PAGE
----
McEwensville High School Teacher Got Married

18-year-old Helena Muffly wrote exactly 100 years ago today: 

Sunday, June 29, 1913: Went to Sunday School this afternoon. Tweet came down this evening.

Source: Milton Evening Standard (June 26, 1913)
Source: Milton Evening Standard (June 26, 1913)

Her middle-aged granddaughter’s comments 100 years later:

Tweet was a nickname of Helen Wesner. She was a friend of Grandma’s .

Did Grandma and Tweet gossip about the latest news in McEwensville a hundred years ago tonight?

An aside–All of the pieces don’t quite  fit  together in this post, so feel free to take the information with a grain of salt, but  here  goes—

Grandma’s former teacher at McEwensville got married. .  .to a former student!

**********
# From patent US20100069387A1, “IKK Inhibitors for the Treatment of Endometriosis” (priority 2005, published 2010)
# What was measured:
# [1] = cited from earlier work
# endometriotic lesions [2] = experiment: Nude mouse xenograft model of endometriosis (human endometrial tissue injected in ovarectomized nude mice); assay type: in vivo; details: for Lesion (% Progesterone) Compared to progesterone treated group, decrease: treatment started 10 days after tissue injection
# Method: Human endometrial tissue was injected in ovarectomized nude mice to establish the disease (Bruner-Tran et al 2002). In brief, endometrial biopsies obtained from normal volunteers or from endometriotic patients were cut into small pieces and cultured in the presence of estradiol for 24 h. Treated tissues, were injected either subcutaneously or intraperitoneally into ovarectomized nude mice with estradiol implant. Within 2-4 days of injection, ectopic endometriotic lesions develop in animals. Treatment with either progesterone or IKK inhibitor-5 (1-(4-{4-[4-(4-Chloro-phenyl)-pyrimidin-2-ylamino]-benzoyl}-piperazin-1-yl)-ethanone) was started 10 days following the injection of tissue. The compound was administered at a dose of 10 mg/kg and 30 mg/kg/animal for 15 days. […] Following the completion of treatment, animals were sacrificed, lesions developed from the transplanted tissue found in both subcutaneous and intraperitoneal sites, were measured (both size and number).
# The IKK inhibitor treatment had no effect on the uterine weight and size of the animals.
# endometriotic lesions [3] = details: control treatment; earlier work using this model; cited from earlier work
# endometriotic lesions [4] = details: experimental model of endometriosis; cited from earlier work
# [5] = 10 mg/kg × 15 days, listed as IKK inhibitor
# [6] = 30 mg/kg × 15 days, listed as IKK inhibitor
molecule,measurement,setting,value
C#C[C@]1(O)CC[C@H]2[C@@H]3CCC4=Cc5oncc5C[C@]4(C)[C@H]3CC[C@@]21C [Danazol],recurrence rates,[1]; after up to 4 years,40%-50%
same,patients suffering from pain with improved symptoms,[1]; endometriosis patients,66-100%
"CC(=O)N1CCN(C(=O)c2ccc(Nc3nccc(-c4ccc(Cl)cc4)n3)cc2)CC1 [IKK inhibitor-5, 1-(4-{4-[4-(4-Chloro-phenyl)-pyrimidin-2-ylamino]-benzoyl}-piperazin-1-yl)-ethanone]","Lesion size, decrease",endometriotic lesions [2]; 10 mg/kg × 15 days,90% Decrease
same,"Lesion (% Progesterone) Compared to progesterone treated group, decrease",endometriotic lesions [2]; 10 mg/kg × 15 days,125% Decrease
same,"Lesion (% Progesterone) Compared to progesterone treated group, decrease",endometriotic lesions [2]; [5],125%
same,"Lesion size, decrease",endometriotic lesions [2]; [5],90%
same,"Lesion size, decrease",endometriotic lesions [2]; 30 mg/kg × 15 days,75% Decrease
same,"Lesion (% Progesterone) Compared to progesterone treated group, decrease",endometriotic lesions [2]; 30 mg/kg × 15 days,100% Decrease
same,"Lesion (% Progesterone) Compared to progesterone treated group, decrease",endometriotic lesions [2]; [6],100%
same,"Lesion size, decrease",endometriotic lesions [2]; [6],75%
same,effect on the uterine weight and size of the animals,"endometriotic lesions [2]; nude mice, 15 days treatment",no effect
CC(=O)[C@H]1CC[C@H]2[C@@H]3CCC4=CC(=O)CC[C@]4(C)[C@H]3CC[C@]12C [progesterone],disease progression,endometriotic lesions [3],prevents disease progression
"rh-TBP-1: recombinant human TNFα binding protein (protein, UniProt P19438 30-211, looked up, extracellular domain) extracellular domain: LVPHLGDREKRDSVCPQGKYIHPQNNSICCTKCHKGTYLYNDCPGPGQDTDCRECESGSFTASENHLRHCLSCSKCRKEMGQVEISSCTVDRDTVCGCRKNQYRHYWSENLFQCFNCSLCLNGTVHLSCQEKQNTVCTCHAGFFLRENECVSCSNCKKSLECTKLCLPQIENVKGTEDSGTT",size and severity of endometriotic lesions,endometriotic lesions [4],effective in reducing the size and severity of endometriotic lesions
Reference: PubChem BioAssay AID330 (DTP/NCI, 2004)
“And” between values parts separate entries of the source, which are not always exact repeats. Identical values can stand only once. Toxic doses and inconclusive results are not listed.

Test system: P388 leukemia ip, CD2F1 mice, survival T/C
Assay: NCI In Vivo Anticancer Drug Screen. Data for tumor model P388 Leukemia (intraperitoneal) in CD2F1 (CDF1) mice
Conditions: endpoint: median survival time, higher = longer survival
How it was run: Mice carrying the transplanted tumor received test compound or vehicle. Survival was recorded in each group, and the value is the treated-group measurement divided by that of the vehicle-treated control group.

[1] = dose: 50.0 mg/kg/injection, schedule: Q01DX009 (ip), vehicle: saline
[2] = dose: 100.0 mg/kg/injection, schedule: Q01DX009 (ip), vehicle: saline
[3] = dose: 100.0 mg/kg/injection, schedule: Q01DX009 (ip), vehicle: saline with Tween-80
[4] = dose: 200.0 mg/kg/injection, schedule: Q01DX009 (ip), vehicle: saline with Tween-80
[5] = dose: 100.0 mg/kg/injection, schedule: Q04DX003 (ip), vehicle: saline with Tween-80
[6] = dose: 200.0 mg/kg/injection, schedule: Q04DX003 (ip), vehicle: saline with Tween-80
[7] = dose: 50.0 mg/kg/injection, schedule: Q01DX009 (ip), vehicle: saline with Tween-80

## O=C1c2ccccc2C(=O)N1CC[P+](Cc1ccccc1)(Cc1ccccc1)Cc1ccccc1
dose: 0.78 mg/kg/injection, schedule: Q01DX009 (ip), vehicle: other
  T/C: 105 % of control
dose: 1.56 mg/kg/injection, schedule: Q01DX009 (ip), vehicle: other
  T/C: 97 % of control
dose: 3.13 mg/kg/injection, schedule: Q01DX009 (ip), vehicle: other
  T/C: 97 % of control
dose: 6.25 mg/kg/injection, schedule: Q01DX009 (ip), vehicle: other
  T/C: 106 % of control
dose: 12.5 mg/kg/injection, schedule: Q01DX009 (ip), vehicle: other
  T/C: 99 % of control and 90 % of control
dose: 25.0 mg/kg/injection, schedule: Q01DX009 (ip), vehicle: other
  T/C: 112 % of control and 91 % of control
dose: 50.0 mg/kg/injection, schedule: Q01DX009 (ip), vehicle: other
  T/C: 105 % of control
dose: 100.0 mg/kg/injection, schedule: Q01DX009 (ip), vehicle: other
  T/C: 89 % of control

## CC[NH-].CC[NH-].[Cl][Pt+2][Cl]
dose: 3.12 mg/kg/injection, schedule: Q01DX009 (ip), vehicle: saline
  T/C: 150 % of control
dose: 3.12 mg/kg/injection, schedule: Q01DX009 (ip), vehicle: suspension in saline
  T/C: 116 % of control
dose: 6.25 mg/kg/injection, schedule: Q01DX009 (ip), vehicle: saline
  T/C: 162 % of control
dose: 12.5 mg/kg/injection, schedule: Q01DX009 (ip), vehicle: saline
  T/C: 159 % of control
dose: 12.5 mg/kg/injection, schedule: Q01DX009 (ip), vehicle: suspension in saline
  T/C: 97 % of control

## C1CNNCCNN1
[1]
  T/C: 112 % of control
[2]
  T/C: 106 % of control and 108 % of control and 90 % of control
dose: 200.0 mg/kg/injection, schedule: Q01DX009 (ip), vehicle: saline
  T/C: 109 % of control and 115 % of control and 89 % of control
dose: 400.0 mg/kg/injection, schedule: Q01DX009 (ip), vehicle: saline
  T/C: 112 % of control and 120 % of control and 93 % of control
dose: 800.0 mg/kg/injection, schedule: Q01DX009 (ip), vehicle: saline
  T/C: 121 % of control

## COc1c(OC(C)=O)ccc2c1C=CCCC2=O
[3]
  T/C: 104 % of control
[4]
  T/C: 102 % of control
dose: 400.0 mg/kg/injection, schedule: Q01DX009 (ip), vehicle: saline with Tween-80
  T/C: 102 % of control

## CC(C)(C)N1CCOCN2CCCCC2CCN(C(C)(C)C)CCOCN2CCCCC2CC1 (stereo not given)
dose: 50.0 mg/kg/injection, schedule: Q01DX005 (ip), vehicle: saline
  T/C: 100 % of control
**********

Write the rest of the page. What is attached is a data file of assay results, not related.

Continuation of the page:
On August 26, 1912 Grandma described Bruce Bloom, her teacher during her senior year:

. . . He is rather wide, wears a pair of pinchers, and has yellow hair. Not so very cross, but I believe he could be.

The newspaper clipping says that Bruce married Mary C. Rothermel of McEwensville on  the previous Monday (June 23, 1913).

I have the 1913 commencement program for McEwensville High School and it indicates that Mary C. Rothermel (as well as Grandma) were members of the class of 1913.


Now to the part about all of the pieces not quite fitting together—the newspaper article indicates that Mary C. Rothermel was a graduate of Bloomsburg State Normal School which suggests that she was a little older and not a recent graduate of the high school. . . But in a tiny village like McEwensville how could there have possibly been two Mary C. Rothermels?